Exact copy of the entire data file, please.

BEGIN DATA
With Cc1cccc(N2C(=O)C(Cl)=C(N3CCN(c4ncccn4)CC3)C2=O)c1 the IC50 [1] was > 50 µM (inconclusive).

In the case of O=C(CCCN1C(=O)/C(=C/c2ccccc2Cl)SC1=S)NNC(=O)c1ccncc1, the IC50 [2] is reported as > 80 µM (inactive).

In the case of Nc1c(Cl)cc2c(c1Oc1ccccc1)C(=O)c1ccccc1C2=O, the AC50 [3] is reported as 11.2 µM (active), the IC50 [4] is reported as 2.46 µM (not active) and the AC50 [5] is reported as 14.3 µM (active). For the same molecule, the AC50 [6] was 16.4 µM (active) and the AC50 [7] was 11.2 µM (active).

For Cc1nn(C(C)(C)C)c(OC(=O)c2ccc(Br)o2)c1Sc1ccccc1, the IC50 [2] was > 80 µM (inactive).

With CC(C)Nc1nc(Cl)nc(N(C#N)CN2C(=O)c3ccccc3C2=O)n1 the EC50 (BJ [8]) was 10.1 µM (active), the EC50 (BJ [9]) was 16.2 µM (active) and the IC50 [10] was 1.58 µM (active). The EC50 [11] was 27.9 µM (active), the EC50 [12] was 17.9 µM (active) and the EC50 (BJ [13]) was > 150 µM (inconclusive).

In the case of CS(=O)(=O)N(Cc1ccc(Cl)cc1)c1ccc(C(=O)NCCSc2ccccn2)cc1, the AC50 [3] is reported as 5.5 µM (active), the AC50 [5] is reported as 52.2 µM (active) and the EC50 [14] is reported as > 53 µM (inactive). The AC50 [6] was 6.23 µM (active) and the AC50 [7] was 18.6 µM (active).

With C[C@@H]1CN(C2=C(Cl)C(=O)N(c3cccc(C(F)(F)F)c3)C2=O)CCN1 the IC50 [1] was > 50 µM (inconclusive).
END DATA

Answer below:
With Cc1cccc(N2C(=O)C(Cl)=C(N3CCN(c4ncccn4)CC3)C2=O)c1 the IC50 [1] was > 50 µM (inconclusive).

In the case of O=C(CCCN1C(=O)/C(=C/c2ccccc2Cl)SC1=S)NNC(=O)c1ccncc1, the IC50 [2] is reported as > 80 µM (inactive).

In the case of Nc1c(Cl)cc2c(c1Oc1ccccc1)C(=O)c1ccccc1C2=O, the AC50 [3] is reported as 11.2 µM (active), the IC50 [4] is reported as 2.46 µM (not active) and the AC50 [5] is reported as 14.3 µM (active). For the same molecule, the AC50 [6] was 16.4 µM (active) and the AC50 [7] was 11.2 µM (active).

For Cc1nn(C(C)(C)C)c(OC(=O)c2ccc(Br)o2)c1Sc1ccccc1, the IC50 [2] was > 80 µM (inactive).

With CC(C)Nc1nc(Cl)nc(N(C#N)CN2C(=O)c3ccccc3C2=O)n1 the EC50 (BJ [8]) was 10.1 µM (active), the EC50 (BJ [9]) was 16.2 µM (active) and the IC50 [10] was 1.58 µM (active). The EC50 [11] was 27.9 µM (active), the EC50 [12] was 17.9 µM (active) and the EC50 (BJ [13]) was > 150 µM (inconclusive).

In the case of CS(=O)(=O)N(Cc1ccc(Cl)cc1)c1ccc(C(=O)NCCSc2ccccn2)cc1, the AC50 [3] is reported as 5.5 µM (active), the AC50 [5] is reported as 52.2 µM (active) and the EC50 [14] is reported as > 53 µM (inactive). The AC50 [6] was 6.23 µM (active) and the AC50 [7] was 18.6 µM (active).

With C[C@@H]1CN(C2=C(Cl)C(=O)N(c3cccc(C(F)(F)F)c3)C2=O)CCN1 the IC50 [1] was > 50 µM (inconclusive).